Rather than repeat the same bullish message for another week, I thought that a sector review from a market cycle analytical framework would be a good change of pace. Interestingly, the broad message from this analysis tells the story of a global upturn, and we are roughly only in the third inning of an intermediate term bull phase.

The full post can be found at our new site here.

Wednesday, April 19, 2017

Buy signals everywhere

Mid-week market update: One of the most reliable trading signals occur when an indicator becomes oversold and mean reverts to neutral (buy signal), or if it gets overbought and mean reverts to neutral (sell signal). We saw numerous versions of buy signals of that variety from the VIX Index this week.

Consider, for example, the VIX/VXV ratio as a measure of the VIX term structure. When this ratio rises above 1, that is an inverted term structure indicating market fear. As the chart below shows, the VIX/VXV ratio inverted last week and returned to a normal upward sloping curve on Monday.



I went back to November 2007 and studied past instances of this buy signal. Historically, such episodes have resolved themselves bullishly.

That's not all! There is more good news from the VIX for the bulls.

The full post can be found at our new site here.

Monday, April 17, 2017

The Art of the Deal, North Korean edition

Can we stop freaking out over the prospect of an imminent war over North Korean nuclear tests? After the hoopla over the North Korean announcement to expect a major event on or before their "Day of the Sun" on April 15, there was much speculation that they would conduct another nuclear test. Trump responded with the assertion that if China wouldn't help, he would deal with North Korea by himself. The aircraft carrier USS Carl Vinson was re-routed from a planned exercise with Australia to the North Pacific.

The geopolitical tensions is fizzling out like a wet firecracker. The biggest splash was the display of some submarine launched ballistic missiles that were mounted on trucks in the annual parade. Afterwards, North Korea tried a missile test, but it blew up shortly after launch. Even Zero Hedge sounded disappointed.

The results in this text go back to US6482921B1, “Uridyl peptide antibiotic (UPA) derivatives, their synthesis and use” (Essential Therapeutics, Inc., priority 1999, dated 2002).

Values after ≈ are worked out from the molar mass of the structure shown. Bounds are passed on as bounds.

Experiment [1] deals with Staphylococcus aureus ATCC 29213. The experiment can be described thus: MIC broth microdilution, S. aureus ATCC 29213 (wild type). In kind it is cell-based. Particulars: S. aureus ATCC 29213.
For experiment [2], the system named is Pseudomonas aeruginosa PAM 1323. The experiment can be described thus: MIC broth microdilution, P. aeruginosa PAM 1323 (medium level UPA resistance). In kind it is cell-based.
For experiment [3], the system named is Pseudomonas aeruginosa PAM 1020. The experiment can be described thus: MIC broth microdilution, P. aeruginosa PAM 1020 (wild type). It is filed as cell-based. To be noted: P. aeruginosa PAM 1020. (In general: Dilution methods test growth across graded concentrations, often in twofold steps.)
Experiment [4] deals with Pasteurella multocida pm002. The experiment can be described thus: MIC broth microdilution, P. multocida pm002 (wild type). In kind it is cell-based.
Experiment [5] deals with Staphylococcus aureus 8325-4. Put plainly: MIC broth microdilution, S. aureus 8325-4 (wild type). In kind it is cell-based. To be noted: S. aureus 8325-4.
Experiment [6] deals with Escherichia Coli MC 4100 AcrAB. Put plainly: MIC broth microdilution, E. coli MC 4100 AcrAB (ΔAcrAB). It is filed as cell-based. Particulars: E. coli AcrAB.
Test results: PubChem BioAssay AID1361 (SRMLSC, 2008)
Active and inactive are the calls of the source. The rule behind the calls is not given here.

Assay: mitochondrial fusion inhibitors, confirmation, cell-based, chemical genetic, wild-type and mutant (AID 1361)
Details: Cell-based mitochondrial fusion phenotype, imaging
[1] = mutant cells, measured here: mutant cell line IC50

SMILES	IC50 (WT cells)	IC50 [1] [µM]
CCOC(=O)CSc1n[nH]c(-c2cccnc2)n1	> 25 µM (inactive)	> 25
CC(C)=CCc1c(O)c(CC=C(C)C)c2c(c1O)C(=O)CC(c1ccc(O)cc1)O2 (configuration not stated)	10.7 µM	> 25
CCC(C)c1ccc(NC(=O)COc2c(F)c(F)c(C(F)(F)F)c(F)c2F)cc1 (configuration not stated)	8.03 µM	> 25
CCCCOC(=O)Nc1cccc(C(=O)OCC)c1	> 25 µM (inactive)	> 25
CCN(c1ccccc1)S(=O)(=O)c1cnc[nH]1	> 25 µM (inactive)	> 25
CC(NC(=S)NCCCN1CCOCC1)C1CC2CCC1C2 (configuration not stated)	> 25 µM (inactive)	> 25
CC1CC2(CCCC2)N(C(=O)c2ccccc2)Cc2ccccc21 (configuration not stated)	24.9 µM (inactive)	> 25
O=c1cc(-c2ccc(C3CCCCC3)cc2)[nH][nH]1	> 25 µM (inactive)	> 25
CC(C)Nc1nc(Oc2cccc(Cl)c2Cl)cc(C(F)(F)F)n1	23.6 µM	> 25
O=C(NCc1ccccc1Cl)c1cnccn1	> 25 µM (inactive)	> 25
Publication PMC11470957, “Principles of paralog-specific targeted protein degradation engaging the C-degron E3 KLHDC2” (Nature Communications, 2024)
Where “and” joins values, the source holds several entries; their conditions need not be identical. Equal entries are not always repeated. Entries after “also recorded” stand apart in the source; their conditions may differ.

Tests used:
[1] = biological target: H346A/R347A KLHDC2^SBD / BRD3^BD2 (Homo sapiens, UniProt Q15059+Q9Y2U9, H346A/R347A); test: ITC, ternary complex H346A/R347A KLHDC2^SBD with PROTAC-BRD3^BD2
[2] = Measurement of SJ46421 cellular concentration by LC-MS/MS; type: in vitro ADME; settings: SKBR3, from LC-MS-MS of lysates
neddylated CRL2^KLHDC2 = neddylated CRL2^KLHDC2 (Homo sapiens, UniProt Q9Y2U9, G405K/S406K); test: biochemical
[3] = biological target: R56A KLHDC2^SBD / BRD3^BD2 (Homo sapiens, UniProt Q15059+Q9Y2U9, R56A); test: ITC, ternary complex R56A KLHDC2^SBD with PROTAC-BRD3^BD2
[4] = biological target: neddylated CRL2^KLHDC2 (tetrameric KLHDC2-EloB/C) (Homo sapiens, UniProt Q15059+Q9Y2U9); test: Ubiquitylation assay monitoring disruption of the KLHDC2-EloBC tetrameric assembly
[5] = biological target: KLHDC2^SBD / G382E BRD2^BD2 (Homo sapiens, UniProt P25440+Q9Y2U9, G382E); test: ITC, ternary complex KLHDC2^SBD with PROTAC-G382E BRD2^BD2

As it turns out, this account from South Korean media shows that even the re-deployment of the USS Carl Vinson was mostly for show:
Japanese analysts believe that the USS Carl Vinson’s change of course is designed to fill a strategic vacuum in US forces at the present moment. “Since the nuclear aircraft carrier USS Ronald Reagan, which is based at Yokosuka Naval Base [in Japan], is inactive from January to April because of inspections and repairs, [the USS Carl Vinson] was deployed to fill a gap [in the West Pacific region],” wrote Tetsuro Kosaka, a staff writer for the Nihon Keizai Shinbun and an expert on Japanese security, in a column for the newspaper on Apr. 11. Though the USS Carl Vinson is in charge of the East Pacific, the fact that it is heading toward the Korean Peninsula (located in the West Pacific) cannot be regarded as an increased American military presence in the region, he argued.
In addition, the announcement that VP Mike Pence was to begin on the weekend a 10-day Asian tour with stops in South Korea, Japan, Indonesia, and Australia, it was evident that the US was unlikely to start unilateral military action without consulting regional allies. On Sunday, Donald Trump also tweeted that China was cooperating to defuse the North Korean problem.


Indeed, Beijing is showing signs of cooperation. State controlled media Global Times just published an Op-Ed warning to North Korea: